North East Wales

Gresford mining disaster exhibition at Wrexham museum

The Gresford memorial Image copyright (C) British Broadcasting Corporation
Image caption A service is held annually at a memorial wheel in Gresford to mark the disaster

Wrexham museum has opened the first of two exhibitions on the Gresford pit disaster to mark its 80th anniversary.

The Gresford disaster cost 266 men their lives on 22 September, 1934.

The exhibition A Light In The Dark: Coal, Colliers & Communities has paintings, medals and mining memorabilia from the National Library of Wales and National Museum Wales.

The museum is trying to trace a rare bravery medal awarded to one of the six survivors for its second exhibition.

The events are part of the 80th anniversary events on the disaster, the worst day in the history of the north Wales coalfield.

Image copyright Wrexham museum
Image caption Crowds gathered to hear news of loved ones after the blast

Jonathon Gammond, Wrexham council access and interpretation officer, said the collection aimed to reveal life as a miner in Wales through medals and memorials associated with the 1913 Senghenydd colliery explosion in south Wales and the Tynewydd colliery inundation, near Cardiff.

The 1913 Senghenydd colliery explosion was the greatest loss of life in a single accident in the history of UK coal mining, killing 439 miners and a rescuer.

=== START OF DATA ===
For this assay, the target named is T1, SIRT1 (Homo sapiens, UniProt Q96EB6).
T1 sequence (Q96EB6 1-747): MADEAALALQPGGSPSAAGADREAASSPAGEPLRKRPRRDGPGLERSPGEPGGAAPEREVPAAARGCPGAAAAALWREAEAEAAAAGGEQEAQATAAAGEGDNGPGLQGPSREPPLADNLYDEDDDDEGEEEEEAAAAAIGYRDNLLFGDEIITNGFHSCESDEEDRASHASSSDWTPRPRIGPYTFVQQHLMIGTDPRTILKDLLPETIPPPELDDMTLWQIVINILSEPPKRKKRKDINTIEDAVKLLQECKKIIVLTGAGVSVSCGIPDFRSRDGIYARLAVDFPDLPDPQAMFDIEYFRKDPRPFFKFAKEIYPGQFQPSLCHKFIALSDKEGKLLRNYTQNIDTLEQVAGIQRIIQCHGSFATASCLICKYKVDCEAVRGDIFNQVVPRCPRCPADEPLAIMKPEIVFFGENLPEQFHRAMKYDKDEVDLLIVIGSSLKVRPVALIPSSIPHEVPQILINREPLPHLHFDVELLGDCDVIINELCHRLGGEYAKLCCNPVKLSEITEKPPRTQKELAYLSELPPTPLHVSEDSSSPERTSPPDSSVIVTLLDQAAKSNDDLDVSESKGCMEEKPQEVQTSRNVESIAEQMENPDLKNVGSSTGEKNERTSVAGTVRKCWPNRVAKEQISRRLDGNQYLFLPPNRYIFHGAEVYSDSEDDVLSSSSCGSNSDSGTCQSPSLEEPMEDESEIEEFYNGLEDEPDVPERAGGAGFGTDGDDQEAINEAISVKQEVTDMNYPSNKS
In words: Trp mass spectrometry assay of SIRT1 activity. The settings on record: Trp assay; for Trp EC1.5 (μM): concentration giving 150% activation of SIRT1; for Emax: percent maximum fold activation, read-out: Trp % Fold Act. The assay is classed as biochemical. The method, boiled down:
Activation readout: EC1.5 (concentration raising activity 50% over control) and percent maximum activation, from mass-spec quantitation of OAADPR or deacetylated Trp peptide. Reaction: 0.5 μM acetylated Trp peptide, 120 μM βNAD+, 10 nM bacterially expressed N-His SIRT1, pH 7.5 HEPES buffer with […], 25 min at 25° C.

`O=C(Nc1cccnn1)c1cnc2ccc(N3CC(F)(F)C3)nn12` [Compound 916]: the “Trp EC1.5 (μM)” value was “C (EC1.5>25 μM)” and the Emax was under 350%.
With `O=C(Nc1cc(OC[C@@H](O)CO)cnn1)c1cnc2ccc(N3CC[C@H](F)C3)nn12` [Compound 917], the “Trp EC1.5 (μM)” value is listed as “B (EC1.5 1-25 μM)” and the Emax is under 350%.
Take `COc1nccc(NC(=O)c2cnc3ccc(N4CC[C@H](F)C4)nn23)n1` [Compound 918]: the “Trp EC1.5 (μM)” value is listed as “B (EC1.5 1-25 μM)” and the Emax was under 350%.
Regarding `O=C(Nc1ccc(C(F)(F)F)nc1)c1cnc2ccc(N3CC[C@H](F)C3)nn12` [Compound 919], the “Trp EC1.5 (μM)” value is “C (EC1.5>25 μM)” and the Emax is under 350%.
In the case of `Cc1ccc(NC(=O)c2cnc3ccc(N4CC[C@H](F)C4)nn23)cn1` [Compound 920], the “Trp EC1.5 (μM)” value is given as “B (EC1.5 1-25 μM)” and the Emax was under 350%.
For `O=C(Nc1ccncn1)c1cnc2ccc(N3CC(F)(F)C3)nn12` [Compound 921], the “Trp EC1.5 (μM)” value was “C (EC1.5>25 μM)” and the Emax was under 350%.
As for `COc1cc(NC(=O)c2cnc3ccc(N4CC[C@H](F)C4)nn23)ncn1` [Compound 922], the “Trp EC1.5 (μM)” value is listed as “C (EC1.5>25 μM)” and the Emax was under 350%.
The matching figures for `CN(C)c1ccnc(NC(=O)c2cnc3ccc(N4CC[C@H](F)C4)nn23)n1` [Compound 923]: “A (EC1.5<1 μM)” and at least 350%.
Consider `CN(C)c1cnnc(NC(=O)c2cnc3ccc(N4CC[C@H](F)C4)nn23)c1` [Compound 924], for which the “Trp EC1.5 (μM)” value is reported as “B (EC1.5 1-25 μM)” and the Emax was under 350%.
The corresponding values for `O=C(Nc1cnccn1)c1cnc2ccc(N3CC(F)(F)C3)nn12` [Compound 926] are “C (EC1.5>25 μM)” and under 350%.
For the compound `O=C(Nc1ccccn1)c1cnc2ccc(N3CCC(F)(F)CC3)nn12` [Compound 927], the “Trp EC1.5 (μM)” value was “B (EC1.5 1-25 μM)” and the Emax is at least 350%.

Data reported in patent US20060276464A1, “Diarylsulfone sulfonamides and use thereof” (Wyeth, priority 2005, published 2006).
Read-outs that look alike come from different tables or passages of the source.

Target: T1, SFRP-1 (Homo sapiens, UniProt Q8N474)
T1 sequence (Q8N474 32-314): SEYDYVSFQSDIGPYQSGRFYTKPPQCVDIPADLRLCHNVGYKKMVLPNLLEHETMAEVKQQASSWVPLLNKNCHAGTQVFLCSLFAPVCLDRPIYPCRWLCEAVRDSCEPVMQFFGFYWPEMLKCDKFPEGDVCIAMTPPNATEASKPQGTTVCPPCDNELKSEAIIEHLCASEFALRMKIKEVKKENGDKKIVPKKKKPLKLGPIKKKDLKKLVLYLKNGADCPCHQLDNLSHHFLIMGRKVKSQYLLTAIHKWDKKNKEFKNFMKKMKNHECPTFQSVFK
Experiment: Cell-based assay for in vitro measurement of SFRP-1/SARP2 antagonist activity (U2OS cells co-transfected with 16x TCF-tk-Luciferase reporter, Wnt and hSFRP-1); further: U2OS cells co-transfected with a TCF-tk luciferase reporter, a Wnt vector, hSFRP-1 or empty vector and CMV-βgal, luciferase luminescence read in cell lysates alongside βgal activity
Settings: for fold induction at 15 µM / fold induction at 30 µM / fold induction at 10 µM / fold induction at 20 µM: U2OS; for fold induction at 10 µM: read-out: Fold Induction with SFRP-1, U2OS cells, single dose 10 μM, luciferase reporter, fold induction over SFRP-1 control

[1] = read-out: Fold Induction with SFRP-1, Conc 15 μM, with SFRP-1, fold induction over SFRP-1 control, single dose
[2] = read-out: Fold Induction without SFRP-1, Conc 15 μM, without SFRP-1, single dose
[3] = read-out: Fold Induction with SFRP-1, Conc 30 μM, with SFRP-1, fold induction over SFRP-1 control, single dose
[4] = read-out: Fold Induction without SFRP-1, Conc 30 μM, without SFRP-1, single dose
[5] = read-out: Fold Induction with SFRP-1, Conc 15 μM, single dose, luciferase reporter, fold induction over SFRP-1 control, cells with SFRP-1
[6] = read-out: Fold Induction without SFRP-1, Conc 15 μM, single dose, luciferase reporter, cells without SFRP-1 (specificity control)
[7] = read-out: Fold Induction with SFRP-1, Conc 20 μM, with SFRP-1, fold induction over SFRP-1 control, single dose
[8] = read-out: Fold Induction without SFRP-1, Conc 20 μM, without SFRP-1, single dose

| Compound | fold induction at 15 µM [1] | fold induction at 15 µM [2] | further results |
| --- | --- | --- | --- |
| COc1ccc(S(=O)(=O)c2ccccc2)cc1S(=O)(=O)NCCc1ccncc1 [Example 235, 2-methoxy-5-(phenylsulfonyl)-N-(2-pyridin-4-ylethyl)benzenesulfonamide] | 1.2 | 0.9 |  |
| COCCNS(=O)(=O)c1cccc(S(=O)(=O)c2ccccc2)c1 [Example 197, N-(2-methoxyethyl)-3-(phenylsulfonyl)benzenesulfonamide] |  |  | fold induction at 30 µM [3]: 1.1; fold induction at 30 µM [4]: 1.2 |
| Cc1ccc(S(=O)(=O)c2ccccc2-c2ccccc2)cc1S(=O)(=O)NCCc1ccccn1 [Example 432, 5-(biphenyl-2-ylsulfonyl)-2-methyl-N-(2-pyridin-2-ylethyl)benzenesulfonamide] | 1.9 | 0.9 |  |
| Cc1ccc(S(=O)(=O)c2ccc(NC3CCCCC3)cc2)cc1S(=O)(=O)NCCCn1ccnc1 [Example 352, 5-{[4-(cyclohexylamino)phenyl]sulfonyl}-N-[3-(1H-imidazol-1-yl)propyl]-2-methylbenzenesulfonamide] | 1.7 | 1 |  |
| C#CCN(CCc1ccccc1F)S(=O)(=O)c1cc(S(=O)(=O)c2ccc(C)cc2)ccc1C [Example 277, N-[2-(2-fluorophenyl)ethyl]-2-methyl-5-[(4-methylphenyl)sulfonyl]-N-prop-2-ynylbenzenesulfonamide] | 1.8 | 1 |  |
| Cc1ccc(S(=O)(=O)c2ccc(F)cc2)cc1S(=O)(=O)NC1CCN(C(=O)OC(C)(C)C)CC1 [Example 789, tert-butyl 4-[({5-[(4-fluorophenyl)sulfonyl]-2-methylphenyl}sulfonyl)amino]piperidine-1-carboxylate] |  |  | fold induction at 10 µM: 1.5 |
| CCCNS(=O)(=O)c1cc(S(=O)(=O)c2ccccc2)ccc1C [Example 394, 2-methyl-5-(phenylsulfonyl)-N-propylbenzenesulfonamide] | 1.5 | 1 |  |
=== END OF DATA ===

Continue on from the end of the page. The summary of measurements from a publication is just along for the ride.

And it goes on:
The Tynewydd inundation in 1877 led to the first official medals for mine rescue.

Highlights of the current exhibition include:

  • A pocket watch and case used to identify the body of miner Evan Weston at Senghenydd, 1913
  • A memorial serviette from a fundraising dinner to help the families of victims of the Senghenydd disaster
  • An Albert Medal awarded to William Beith, one of the heroes of the Tynewydd colliery disaster, 1877

Mr Gammond said: "The story of the Gresford colliery disaster is one of the most moving events in the history of the north Wales coalfield and later this year we will be opening a new display focused on the disaster.

"This exhibition, however, looks at the bigger picture of coal mining in Wales.

Image copyright Dix Noonan Webb
Image caption The Edward Medal, as seen here, was later replaced by the George Cross

"Visitors will be able to see two paintings, examples of the work of Archie Rhys Griffiths and Vincent Evans, the only Welsh miners to professionally train as artists."

Last month, the museum appealed for help in tracing an Edwards Medal - a gallantry award later replaced by the George Cross - awarded to John Edward Samuels for leading his fellow miners to safety at Gresford.

Mr Gammond said he believes it could be the only award of its kind issued in north Wales.

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